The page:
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A clear message for Modi from the by-elections

August 26, 2014 18:11 IST

Narendra ModiThe Uttar Pradesh by-election will be the real test for the Modi government. By-election results are not a referendum on Modi but the time has come to analyse whether the Modi government is succeeding in assuring people that the promises it made would be fulfilled, says Dharmendra Kumar Singh.

Eight days before it celebrates its 100 days in power at the Centre, the Bharatiya Janata Party on Monday received its second shock since its spectacular victory in the Lok Sabha elections in May.

The BJP got a jolt as the Congress and its allies bagged 10 out of 18 seats that went to the polls in Bihar, Madhya Pradesh, Punjab and Karnataka. The party had also had performed badly in by-elections to three seats in Uttarakhand.

Now the results in Bihar have raised many questions about the so called Narendra Modi wave. The BJP lost in six of the 10 seats in the crucial state. One need not read too much into these results but they give a certain indication about the possible permutations and combinations the opposition may use to contain the Modi wave, if any, in the country.

While reading a lot about these results, the poll arithmetic is escaping the necessary attention. The vote share of the BJP is almost intact. By getting the same percentage of votes the BJP won 31 seats out of 40 in the recently-concluded Lok Sabha elections. Had the Lalu Yadav-Nitish Kumar grand alliance been organised before the 2014 elections, the outcome might have been totally different.

The keenly-watched political situation in Bihar saw the unlikely alliance of former rivals Lalu’s Rashtriya Janata Dal and Nitish Kumar’s Janata Dal-United along with the Congress and the Nationalist Congress Party netting six seats. This grand alliance got around 45 per cent votes while the National Democratic Alliance got 38 per cent this time.

In the Lok Sabha election, the RJD’s vote share was 20.1 per cent, the JD-U got 15.8 per cent, the Congress got 8.4 per cent and the NCP got 1.2 per cent while the NDA’s share was 38 per cent. One should not compare the assembly by-election with the Lok Sabha results. The Lok Sabha election is contested on a national agenda, while by-elections are contested on local issues, local leaders and regional leaders.

Before drawing the line one has to understand what happened in Bihar before the 2010 assembly election. The BJP-JD-U combine won only five out of 18 seats in by-elections just before the assembly elections but swept the assembly in the same year.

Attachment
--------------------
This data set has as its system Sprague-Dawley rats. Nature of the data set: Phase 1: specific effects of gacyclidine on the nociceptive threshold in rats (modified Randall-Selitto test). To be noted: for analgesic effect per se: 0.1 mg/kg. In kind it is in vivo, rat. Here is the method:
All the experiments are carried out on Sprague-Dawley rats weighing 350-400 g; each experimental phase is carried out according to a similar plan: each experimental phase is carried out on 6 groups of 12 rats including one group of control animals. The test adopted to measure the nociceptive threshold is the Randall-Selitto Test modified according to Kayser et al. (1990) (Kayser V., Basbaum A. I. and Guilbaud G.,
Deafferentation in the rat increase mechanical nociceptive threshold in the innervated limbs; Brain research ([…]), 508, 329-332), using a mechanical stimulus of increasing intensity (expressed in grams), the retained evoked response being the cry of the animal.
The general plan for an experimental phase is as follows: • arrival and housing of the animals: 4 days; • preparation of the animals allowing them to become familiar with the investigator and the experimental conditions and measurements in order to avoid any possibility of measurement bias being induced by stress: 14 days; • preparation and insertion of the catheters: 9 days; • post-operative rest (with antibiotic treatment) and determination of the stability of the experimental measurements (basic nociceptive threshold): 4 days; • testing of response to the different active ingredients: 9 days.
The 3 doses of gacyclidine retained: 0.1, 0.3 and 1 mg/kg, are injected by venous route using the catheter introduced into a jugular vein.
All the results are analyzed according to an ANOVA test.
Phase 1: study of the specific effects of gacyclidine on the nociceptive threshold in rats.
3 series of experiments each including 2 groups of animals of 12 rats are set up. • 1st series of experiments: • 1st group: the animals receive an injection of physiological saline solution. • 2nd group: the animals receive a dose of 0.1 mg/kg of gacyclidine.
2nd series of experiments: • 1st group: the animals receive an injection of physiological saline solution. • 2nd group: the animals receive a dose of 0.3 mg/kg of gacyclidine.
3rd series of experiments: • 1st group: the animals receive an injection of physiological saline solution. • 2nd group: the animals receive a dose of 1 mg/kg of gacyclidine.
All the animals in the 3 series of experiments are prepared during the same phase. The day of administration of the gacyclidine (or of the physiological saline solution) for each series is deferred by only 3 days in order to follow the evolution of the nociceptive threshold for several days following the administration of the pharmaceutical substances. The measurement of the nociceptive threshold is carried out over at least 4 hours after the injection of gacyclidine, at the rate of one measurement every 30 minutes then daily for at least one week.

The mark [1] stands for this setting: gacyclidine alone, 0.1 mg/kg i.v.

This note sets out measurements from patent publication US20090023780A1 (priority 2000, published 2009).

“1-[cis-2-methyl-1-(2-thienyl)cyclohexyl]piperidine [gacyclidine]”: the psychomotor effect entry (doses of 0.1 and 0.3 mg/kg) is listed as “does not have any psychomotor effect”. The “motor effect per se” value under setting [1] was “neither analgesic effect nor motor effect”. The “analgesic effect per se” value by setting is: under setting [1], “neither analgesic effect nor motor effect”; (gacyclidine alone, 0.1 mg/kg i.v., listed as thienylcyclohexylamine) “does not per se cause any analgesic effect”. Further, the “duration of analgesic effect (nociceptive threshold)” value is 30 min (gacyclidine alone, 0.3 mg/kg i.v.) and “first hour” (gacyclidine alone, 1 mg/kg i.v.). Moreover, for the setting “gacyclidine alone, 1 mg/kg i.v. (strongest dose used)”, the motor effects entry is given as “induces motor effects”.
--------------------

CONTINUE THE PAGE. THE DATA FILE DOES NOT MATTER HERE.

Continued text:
The RJD played tactical politics to fielded four forward castes candidates to split BJP votes. All four candidates won the election. In the by-election, Modi and the BJP’s top leaders did not campaign even for a single seat while Nitish and Lalu extensively campaigned in almost all constituencies.

The results of these elections have given a window of opportunity to the anti-Modi political forces to come together. The BJP-led alliance will be at a disadvantage if opponents come together in other states too.

A win by the RJD-JD-U-Cong combine has provided a greater incentive to non-BJP parties who are otherwise at loggerheads, especially the Bahaujan Samaj Party, Samajwadi Party and the Congress in Uttar Pradesh to come together.

Lalu Yadav has already floated the idea that Mulayam Singh Yadav and Mayawati should come together to defeat communal forces but Mayawati so far has been refusing any talk of an alliance, though Mulayam is more than willing for such an understanding.

Mulayam is hoping that Lalu Yadav might mediate and a front can be cobbled together. The reality is that a front like this seems even less likely, especially given the difficulty the BSP has encountered in the past in getting the votes of the alliance partner transferred to its candidates.

Now either the Congress should mediate with both rival forces in the state or forge an alliance with one group in the coming by-elections to 11 assembly seats and one Lok Sabha seat scheduled for next month.

Obviously if three parties agree to an alliance then it will be challenge for the BJP in the communally-sensitive state or otherwise the saffron party is expected to sweep the state. The Congress as well as other anti-Modi forces may explore possibilities like the Bihar grand alliance in other states too.

Assembly elections are scheduled from October to February in Maharashtra, Haryana, Jammu & Kashmir, Jharkhand and probably Delhi. The BJP is expected to win in Maharashtra and Haryana but the litmus test of the Modi government will be in Jharkhand, Jammu & Kashmir and Delhi.

Lalu Yadav and Nitish Kumar may play a major role with the Congress and the Jharkhand Mukti Morcha to stop the BJP’s attempts to form government in Jharkhand where a major chunk of Babulal Marandi-led Jharkhand Vikas Morcha has already joined the BJP.

The BJP has coined ‘Mission 42+’ slogan seeking a clear majority on its own but JMM-RJD-JD-U-Congress alliance may give a real tough fight for the BJP. The Bihar’s results are not a setback for Modi government but they have certainly stopped the BJP juggernaut.

The Uttar Pradesh by-election will be the real test for the Modi government. By-election results are not a referendum on the Modi government but the time has come to analyse whether the Modi government is succeeding in assuring people that the promises it made would be fulfilled.

Dharmendra Kumar Singh is a political analyst.

Dharmendra Kumar Singh